Electronic Paper Gets Flexible

By  |  Thursday, January 14, 2010 at 10:13 am

When I first saw E-Ink electronic paper more than a decade ago at MIT’s Media Lab, it was in the form of a big, ad banner that was as flexible as a piece of dead-tree paper. These days, E-Ink is pervasive–or at least as pervasive as e-readers such as Amazon’s Kindle and Barnes & Noble’s Nook are–but so far, it’s always been enclosed in a rigid case.

But here are some fascinating photos of a 19-inch LG electronic paper display that looks like a floppy piece of newspaper. I’m not clear what an e-reading device based on this screen would look like–processors, memory, and batteries aren’t so flexible–but the idea of an electronic newspaper you can fold up is entertaining, at least. Even though I’m not sure offhand what the benefit would be.

So are you intrigued?



5 Comments For This Post

  1. Larry Says:

    Intrigued? Definitely! The benefit? Devices that can have a smaller footprint for carrying and a larger footprint for reading. Look at the com devices on Earth: Final Conflict. If flexible e-ink can go color the possibilities are endless for the personal devices.

  2. John Baxter Says:

    The return of the scroll. Finally.

  3. Chris Donahue Says:

    A roll-up screen for a real small portable device.

  4. pond Says:

    Agreed. A larger-scale Radius rollup would be an option, with batteries and chips in the baton. Or how about a movie-screen adaptation? Pull it down from the wall for your 10-foot black and white newspaper.

  5. Hamranhansenhansen Says:

    Do not want.

    E-ink has 2 problems, both having to do with the color gray: 1) it can only show an imitation of ugly gray newsprint, which means newspaper columns and pulp fiction, not the other 90% of the bookstore and 100% of the Web which is in color, and 2) most of the people who buy an e-Ink device have gray hair, young people have no idea why you would buy a screen with no light in it, and no way to show the Web and video. I saw someone using a Kindle with a book light attached to it, that is just insane nostalgia.

    Color LCD screens are almost 300 dpi now, and fast enough for not only video but also games. 300 dpi is the resolution of the photography and art books at the bookstore, the resolution of all the digital masters of books that were made during the last 20 years. And now that it is common to read an article about movies on the Web and see actual movie clips inline, books about movies also need that. The screen captures in computer books need to be an animation of the entire technique, the hyperlinks need to be hot and you need a full Web browser. There’s no going back to newsprint.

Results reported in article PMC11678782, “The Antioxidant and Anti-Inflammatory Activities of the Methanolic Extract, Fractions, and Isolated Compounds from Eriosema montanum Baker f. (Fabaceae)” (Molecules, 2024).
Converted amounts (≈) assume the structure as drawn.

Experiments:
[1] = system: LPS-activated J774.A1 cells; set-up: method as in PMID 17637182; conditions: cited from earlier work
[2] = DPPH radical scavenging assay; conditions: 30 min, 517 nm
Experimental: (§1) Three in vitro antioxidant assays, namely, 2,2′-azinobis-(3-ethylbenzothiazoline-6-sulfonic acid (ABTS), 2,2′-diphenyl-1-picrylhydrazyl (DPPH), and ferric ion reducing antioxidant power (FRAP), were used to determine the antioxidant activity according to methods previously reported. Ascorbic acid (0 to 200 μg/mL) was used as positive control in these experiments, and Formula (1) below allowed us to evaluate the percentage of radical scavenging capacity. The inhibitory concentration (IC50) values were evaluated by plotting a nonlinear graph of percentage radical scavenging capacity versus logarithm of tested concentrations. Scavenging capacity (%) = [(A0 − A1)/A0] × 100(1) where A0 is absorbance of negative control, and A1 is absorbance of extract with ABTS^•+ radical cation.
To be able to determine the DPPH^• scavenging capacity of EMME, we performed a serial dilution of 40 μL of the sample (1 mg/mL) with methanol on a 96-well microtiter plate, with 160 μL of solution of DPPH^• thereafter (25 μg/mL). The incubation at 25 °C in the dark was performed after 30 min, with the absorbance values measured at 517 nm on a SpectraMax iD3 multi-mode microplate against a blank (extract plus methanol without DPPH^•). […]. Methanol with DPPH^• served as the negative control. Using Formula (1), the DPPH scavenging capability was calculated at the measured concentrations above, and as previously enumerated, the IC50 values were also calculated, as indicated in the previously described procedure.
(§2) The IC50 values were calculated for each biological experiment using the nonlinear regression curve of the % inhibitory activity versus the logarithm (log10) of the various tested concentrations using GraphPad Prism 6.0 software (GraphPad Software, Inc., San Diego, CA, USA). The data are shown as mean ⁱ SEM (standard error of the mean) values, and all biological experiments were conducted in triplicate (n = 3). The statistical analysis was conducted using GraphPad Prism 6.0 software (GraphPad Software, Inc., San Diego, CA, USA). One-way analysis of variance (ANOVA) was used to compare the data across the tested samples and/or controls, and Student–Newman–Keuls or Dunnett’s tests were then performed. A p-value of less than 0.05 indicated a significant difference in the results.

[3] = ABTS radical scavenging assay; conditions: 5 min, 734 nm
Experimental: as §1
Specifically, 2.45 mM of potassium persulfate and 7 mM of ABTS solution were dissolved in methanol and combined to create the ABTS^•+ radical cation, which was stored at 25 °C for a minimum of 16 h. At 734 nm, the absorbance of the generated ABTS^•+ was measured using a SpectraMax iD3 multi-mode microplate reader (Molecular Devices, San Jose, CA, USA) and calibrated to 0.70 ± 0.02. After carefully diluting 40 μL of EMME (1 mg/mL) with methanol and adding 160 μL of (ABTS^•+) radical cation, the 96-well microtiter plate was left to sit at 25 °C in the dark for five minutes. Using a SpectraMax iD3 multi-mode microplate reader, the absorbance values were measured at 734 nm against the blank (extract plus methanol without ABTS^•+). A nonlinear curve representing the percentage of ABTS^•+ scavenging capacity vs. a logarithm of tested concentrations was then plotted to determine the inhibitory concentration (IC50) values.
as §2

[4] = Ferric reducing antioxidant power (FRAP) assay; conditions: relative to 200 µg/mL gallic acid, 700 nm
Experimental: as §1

The iPod did well because it can play the entire history of recorded music at essentially full-quality — what vinyl gains in oomph it loses in pops, and what CD gains in density it loses in errors and skips — so what is needed to be the “iPod of books” is a device that can not only show you your mystery/romance/sci-fi novels and old school news articles, but also can show you every other book in the bookstore.

    A roll-up screen may be good for mobile applications, but it needs its own light, it needs color, it needs to be able to show video or it’s not going to be a mass market success. The so-called iGeneration is like 25 years old now, and even the previous Generation X has had the Web since around college. None of us are longing for the newspaper to come back in all its gray glory. For a big portable screen, the little projectors that can put a large touchscreen on a table top look to be about 1000 times more practical.